[FIGURE 2 OMITTED]
Acknowledgments--To CNPq for financial support (300281/2004-8, 470100/2004-4). To Walter A. Boeger (Zoology Department, UFPR, PR, Brazil) for his suggestions. To Roberto Hoppe (Fundacao 25 de Julho), Sergio Tamassia (Epagri), Pesque-pague Erimar, Pesque-pague Fernandao, Pesque-pague Divisa, Nilotica Aquacultura, Amilton Luiz, Aurima Knaul, Jair Curti Vegge, Joao Carlos Desordi, Valerio Burini for fish donation. To Gastao Reis and Heloisa Laterca for the language revision.
Received March 9, 2006--Accepted June 28, 2006--Distributed February 29, 2008 (With 2 figures)
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Martins, ML. * and Ghiraldelli, L.
Laboratorio de Diagnostico e Patologia em Aquicultura, Departamento de Aquicultura, Centro de Ciencias Agrarias--CCA, Universidade Federal de Santa Catarina--UFSC, Rod. SC 404, Km 3, CP 476, CEP 88040-900, Florianopolis, SC, Brazil
* e-mail: email@example.com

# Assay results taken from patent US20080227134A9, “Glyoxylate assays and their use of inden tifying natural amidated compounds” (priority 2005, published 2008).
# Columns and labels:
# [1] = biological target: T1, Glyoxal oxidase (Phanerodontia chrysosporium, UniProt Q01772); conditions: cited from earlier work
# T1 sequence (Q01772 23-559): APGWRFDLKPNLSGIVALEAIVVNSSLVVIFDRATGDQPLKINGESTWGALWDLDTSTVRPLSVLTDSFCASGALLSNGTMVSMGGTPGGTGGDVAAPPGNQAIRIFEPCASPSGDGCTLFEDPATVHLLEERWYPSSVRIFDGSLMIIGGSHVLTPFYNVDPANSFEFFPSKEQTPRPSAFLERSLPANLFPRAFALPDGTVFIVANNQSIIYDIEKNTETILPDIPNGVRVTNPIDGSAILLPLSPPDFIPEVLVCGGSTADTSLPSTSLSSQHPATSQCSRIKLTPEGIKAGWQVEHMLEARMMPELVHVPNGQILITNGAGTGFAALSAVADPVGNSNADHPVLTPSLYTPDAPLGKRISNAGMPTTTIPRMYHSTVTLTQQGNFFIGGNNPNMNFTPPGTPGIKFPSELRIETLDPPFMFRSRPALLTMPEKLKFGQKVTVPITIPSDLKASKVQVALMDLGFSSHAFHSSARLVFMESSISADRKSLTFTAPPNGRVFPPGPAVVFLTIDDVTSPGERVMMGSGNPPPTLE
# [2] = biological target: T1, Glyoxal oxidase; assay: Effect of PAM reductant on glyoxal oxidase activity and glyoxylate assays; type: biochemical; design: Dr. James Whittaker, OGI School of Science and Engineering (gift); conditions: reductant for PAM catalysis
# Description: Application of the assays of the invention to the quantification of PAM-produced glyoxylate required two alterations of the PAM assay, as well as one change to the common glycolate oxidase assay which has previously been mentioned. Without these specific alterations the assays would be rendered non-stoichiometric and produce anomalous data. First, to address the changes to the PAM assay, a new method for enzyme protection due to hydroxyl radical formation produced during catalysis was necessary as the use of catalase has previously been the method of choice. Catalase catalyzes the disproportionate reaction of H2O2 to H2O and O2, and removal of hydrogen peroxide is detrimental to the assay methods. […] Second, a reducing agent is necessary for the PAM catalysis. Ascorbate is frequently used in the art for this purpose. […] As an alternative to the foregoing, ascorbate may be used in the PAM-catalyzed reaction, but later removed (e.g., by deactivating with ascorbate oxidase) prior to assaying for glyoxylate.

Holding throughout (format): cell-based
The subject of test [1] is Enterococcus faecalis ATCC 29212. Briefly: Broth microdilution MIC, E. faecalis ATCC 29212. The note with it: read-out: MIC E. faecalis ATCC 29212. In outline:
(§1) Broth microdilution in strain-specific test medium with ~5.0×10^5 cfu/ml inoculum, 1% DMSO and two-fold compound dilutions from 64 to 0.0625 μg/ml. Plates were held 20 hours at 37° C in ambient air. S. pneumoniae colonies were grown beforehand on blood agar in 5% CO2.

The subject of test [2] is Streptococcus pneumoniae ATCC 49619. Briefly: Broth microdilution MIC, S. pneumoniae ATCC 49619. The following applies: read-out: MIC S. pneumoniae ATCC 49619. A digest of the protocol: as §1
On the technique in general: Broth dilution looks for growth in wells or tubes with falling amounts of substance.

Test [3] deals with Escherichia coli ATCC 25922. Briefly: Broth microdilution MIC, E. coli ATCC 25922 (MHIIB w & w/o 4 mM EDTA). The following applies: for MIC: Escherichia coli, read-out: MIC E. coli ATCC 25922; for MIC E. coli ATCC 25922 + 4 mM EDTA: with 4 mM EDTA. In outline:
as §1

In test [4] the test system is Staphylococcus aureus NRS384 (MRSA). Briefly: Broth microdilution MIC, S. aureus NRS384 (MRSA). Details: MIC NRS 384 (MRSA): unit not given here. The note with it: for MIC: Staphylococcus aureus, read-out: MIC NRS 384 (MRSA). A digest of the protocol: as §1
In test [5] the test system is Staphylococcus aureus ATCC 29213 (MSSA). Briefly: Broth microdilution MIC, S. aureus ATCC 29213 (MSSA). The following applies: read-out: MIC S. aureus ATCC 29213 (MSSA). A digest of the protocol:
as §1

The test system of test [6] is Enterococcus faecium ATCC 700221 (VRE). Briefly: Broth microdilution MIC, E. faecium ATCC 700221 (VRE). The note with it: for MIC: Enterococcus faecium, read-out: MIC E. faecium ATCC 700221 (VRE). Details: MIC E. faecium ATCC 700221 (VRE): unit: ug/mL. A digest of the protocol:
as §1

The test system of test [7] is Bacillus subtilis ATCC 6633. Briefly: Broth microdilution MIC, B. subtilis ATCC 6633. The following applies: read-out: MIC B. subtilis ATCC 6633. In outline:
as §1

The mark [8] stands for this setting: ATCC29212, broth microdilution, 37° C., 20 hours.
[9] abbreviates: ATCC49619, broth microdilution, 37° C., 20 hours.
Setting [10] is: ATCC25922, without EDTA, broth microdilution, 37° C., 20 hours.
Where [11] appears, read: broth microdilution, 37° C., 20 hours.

Table 1. Comparative measurements of Trichodina magna. Van As and Characters Present work Basson (1989) (1) Body (D) 84.3 (47-104) a 99.1 (71-112) b Adhesive disc (D) 60.7 (33-83) a 81.7 (60-95) b Border membrane (W) 7.2 (4-12) a 8.9 (6-14) b Denticulate ring (D) 38.5 (24-56) a 50.0 (36-57) b Denticle number 26.0 (23-29) a 25.0 (24-27) a Pins/denticle 7.7 (7-9) a 11.0 (10-13) b Denticle span 28.6 (17-36) a -- Denticle (L) 20.3 (15-26) a 10.9 (7-14) b Blade (L) 7.0 (3-8) a 8.6 (6-11) b Central part (W) 3.6 (2-6) a 5.6 (4-7) b Ray (L) 11.3 (8-15) a 13.0 (8-13) a Macronucleus (D) 49.1 (24-64) a 62.2 (47-82) b Macronucleus (TH) 9.9 (7-16) 8.1 (6-10) Macronucleus (LT) 10.5 (7-17) 14.9 (7-38) Adoral ciliature 360-384 400[degrees] Van As and Characters Basson (1992) (2) Body (D) 82.3 (62-98) a Adhesive disc (D) 69.2 (46-80) a Border membrane (W) 6.2 (4-8) a Denticulate ring (D) 42.9 (31-52) c Denticle number 27.0 (24-30) b Pins/denticle 12.0 (9-14) c Denticle span 21.5 (15-25) a Denticle (L) 9.5 (7-12) c Blade (L) 7.6 (6-9) a Central part (W) 3.2 (1-4) a Ray (L) 10.7 (7-14) a Macronucleus (D) Macronucleus (TH) -- Macronucleus (LT) -- Adoral ciliature 407-410[degrees] (1) From Oreochromis andersoni, O. mossambicus, Tilapia rendalli rendalli, T. rendalli swierstrae, T. sparrmanii; (2) from O. andersoni, T. rendalli rendalli, Serranochromis angusticeps. (D) diameter, Wwidth, (L) length, (TH) thickness, (LT) length between terminations of macronucleus. Means followed by the same letters are not significantly different (P > 0.05)